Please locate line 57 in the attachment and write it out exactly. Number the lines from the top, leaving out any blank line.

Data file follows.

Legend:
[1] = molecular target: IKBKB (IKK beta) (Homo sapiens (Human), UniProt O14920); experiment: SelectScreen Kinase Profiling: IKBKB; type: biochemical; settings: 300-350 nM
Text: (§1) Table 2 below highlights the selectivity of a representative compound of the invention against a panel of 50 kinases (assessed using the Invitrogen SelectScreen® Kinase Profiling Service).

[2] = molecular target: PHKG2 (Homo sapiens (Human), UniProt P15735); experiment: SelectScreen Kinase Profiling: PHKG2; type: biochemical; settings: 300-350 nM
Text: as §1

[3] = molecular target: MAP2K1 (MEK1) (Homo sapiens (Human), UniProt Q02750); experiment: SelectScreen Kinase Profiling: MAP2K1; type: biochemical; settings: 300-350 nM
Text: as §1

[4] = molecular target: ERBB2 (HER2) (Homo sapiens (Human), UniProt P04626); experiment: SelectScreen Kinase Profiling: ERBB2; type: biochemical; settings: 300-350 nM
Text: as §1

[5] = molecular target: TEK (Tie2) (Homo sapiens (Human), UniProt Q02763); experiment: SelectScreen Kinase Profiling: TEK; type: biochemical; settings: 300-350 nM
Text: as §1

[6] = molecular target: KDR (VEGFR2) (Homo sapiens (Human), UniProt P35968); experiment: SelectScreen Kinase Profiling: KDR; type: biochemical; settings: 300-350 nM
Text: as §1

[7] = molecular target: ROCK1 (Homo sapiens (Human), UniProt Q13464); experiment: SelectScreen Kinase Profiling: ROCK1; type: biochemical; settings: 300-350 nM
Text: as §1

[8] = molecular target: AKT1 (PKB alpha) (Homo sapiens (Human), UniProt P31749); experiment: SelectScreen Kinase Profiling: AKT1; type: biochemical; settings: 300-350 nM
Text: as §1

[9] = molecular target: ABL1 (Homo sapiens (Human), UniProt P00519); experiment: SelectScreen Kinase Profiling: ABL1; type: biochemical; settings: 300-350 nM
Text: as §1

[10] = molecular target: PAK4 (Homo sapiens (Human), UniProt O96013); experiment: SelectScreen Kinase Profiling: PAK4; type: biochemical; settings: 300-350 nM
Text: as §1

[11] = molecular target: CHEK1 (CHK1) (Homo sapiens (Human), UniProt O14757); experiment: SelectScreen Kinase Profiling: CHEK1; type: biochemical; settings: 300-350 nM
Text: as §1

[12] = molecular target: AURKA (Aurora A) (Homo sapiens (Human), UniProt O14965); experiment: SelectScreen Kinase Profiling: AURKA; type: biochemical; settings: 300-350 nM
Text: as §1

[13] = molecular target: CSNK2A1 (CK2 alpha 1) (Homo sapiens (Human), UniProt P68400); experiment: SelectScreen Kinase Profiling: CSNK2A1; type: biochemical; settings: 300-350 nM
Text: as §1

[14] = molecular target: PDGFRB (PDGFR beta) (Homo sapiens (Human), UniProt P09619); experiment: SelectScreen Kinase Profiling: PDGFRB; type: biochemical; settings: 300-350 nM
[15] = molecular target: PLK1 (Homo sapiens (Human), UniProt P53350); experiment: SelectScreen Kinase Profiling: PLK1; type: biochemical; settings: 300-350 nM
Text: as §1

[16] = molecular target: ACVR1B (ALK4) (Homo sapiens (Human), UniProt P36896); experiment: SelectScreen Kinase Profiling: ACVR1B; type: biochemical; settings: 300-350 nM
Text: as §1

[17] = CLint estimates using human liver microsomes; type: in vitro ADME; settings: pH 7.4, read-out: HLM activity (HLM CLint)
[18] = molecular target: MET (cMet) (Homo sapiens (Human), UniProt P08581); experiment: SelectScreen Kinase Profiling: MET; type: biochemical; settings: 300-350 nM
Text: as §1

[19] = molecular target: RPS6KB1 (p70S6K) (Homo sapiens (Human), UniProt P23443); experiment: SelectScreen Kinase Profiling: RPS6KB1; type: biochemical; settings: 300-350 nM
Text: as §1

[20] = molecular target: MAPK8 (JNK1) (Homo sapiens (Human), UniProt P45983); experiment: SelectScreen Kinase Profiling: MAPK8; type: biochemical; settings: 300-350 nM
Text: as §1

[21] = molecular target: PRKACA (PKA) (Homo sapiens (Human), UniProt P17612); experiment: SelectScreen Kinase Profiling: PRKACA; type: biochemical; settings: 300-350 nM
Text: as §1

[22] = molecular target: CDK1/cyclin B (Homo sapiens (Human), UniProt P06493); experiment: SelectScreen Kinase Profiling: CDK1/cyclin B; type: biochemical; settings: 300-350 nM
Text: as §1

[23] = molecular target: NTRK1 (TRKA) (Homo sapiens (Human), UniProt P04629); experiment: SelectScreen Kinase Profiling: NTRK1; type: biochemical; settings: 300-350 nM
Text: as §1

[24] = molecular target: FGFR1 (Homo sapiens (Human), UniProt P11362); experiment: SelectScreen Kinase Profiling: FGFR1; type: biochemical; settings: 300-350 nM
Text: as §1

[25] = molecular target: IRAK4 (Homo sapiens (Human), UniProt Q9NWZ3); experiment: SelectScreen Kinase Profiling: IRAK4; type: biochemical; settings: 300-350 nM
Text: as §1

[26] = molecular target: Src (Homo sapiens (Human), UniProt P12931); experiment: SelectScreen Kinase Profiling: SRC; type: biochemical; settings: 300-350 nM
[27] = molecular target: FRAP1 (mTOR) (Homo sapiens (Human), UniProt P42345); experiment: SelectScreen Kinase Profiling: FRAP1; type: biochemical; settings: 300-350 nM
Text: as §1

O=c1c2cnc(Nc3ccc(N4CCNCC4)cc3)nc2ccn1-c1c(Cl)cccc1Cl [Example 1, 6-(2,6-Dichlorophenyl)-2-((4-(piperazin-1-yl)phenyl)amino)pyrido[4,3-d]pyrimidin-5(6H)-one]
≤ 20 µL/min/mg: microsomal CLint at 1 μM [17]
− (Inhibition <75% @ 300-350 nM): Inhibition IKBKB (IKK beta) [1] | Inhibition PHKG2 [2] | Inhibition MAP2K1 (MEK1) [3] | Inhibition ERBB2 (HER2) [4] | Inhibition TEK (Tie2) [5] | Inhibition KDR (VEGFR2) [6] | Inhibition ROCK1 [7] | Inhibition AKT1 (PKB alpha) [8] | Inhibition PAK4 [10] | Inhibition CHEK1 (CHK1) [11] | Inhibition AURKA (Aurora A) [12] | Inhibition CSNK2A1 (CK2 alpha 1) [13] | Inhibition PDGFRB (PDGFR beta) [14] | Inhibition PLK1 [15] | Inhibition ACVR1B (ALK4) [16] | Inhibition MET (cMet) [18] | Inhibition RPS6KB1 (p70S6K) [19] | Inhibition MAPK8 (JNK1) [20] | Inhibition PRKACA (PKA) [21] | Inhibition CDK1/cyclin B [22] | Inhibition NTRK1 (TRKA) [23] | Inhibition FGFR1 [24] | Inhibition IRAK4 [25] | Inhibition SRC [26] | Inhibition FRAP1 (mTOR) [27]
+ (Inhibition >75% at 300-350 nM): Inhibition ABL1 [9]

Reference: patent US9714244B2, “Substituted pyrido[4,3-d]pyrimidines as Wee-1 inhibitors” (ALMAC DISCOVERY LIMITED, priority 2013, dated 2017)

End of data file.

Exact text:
Reference: patent US9714244B2, “Substituted pyrido[4,3-d]pyrimidines as Wee-1 inhibitors” (ALMAC DISCOVERY LIMITED, priority 2013, dated 2017)